Instructions

Interested in setting up your own multiseat system? Follow these instructions:

1. Name Your Seats

Come up with names for your seats. You must have a primary seat named seat0. All other seat names must begin with seat (see the rules for seat naming). Note that VT switching (and thus fast user switching) is (currently) only possible on seat0.

HINT: When naming your seats, use a dash between prefix seat and your seat name suffix (e.g.: seat-1). This convention is consistent with machine-generated seat names like seat-usb-pci-0000_00_1d_0-usb-0_1_2. It will also allow in the future the possibility of supporting globbing in LightDM's seat config sections (e.g. [Seat:seat*] would match any seat, but [Seat:seat-*] would match any non-seat0 seat).

2. Configure Seat Hardware

Assign hardware devices to your seats by setting up udev rules.

Per-Device Configuration

A device that is associated with a seat must be configured as follows:

  • It MUST be tagged with seat. This is required, even for seat0. The existing udev rules do this properly 99% of the time, but exotic hardware, proprietary drivers, or unusual circumstances may require you to write your own udev rules to tag a device with seat or to prevent a device from being tagged with seat.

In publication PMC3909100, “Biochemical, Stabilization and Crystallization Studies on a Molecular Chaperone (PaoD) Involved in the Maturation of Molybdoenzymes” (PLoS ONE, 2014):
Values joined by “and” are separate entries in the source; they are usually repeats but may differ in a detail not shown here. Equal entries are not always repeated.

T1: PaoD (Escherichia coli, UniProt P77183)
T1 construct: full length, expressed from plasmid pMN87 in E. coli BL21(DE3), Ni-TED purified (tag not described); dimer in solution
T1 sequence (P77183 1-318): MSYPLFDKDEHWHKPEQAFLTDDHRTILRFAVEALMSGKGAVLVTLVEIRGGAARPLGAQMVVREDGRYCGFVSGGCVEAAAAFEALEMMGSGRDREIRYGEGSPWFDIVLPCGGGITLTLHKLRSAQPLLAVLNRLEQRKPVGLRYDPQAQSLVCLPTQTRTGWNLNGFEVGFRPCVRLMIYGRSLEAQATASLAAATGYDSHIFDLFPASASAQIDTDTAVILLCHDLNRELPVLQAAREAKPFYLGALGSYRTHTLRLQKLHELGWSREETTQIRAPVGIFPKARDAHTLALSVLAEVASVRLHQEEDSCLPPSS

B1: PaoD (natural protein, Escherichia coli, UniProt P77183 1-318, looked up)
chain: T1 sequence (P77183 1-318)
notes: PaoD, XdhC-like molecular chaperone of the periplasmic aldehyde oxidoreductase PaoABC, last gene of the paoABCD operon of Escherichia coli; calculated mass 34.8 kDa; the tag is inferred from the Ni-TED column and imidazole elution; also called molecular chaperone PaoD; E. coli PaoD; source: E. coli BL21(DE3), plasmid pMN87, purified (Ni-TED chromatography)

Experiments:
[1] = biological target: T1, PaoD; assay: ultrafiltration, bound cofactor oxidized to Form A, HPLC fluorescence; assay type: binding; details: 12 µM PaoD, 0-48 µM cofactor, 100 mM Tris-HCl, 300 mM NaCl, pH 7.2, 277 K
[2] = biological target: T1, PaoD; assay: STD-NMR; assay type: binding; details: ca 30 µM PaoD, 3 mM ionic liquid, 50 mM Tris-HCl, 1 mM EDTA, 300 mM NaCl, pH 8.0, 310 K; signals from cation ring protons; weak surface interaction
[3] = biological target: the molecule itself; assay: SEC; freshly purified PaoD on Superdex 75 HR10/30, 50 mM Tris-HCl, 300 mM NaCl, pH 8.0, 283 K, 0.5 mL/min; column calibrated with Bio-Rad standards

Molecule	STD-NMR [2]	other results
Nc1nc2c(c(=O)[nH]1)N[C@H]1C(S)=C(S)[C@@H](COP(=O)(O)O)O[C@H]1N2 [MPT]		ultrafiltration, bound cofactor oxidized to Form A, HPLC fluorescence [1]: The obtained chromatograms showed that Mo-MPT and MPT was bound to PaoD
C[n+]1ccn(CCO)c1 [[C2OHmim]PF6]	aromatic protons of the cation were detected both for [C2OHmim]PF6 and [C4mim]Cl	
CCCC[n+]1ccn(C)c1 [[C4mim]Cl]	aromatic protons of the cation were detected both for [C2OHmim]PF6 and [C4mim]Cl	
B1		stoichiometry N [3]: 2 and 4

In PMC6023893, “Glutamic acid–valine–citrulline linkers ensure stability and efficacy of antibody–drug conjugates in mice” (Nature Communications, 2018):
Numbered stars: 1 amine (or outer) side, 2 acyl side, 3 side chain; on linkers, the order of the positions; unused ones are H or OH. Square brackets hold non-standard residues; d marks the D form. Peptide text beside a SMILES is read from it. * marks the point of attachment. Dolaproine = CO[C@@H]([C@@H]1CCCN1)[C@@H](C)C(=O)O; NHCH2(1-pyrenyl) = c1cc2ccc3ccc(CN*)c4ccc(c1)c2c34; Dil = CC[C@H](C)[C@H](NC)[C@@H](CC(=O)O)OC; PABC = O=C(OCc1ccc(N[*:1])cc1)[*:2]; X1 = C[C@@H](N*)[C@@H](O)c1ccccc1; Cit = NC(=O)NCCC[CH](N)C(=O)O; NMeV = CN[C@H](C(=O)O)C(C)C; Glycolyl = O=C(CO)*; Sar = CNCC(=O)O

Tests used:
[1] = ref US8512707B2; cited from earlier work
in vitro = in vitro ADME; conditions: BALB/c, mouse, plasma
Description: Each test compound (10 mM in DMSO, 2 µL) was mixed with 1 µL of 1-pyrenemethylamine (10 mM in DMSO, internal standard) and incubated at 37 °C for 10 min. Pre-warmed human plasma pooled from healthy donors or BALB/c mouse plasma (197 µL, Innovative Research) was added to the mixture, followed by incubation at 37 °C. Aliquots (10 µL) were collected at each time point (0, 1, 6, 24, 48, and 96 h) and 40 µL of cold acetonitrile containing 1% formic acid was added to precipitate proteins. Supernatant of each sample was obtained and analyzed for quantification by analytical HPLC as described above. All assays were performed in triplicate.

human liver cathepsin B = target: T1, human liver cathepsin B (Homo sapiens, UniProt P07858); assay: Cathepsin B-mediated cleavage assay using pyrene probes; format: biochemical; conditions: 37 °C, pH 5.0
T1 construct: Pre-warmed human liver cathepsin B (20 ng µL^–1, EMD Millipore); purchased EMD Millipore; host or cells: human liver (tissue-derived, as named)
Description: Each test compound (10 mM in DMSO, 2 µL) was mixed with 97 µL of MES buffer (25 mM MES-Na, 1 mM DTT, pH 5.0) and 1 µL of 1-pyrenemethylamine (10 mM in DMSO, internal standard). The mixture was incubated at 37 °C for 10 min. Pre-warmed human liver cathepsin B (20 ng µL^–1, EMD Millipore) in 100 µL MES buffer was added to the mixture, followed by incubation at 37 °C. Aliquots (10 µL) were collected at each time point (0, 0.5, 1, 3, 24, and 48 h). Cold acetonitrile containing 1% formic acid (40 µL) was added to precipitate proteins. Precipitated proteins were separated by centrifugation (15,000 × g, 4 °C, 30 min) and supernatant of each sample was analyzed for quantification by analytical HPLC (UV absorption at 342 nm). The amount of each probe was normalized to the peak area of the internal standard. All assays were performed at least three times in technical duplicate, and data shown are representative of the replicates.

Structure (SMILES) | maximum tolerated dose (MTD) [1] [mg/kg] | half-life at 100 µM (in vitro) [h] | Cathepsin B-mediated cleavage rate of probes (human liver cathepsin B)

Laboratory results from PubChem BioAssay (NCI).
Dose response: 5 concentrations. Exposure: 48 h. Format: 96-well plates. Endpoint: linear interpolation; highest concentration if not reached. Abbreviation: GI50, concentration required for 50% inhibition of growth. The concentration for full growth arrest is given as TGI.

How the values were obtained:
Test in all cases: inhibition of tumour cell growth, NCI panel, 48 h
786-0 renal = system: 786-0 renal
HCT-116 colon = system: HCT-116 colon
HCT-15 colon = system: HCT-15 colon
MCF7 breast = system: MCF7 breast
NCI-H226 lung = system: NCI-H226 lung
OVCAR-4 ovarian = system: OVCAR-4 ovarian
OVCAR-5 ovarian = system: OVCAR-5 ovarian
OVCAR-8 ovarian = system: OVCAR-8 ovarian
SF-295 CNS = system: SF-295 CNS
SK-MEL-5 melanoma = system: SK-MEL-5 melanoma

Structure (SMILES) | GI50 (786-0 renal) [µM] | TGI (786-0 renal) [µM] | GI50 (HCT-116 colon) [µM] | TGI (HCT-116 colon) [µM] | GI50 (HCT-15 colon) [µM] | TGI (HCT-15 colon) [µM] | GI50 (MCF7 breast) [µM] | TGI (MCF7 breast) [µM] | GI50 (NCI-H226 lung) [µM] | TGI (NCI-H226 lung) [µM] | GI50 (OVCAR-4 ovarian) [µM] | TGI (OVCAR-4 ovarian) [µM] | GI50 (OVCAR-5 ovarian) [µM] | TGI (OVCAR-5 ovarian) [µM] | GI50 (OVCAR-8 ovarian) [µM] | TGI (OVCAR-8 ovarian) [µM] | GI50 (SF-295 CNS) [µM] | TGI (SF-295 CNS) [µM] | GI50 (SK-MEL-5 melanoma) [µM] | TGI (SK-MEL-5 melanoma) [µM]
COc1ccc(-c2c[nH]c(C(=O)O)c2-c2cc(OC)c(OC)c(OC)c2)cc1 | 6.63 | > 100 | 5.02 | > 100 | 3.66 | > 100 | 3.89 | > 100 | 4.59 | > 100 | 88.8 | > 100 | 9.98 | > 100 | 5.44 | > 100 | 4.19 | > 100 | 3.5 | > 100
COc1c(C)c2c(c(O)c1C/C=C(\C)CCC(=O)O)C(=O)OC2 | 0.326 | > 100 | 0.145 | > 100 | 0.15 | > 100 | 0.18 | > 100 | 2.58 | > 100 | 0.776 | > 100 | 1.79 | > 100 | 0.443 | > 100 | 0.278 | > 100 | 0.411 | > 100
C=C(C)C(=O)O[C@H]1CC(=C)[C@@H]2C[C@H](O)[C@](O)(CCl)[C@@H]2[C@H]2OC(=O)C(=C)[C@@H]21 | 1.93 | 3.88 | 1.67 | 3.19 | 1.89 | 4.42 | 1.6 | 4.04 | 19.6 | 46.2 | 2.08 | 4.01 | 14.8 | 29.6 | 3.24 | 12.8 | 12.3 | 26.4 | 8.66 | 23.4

• Tag it with the seat name (e.g., seat-1). This is optional for seat0 but required for other seats.

  • Set the ID_SEAT property to the seat name (e.g., seat-1). This is optional for seat0 but required for other seats.

master-of-seat

One of the devices for your seat MUST be tagged with master-of-seat. This tag signals to logind that the seat hardware is ready (enough) to start a display manager on that seat. If the tag doesn't exist on any of the seat's hardware, logind won't tell the display manager about the seat, and might not set device permissions properly if a user logs into that seat (TODO: confirm).

The udev rules that come with open-source video drivers tag the video card with master-of-seat for you. You should only need to set up a rule to tag master-of-seat if you are using a proprietary video card driver.

It is recommended that you apply the master-of-seat tag to the video card, but you may tag a different device instead. Tagging the video card with master-of-seat is recommended because it is often the only device that is critical for the seat.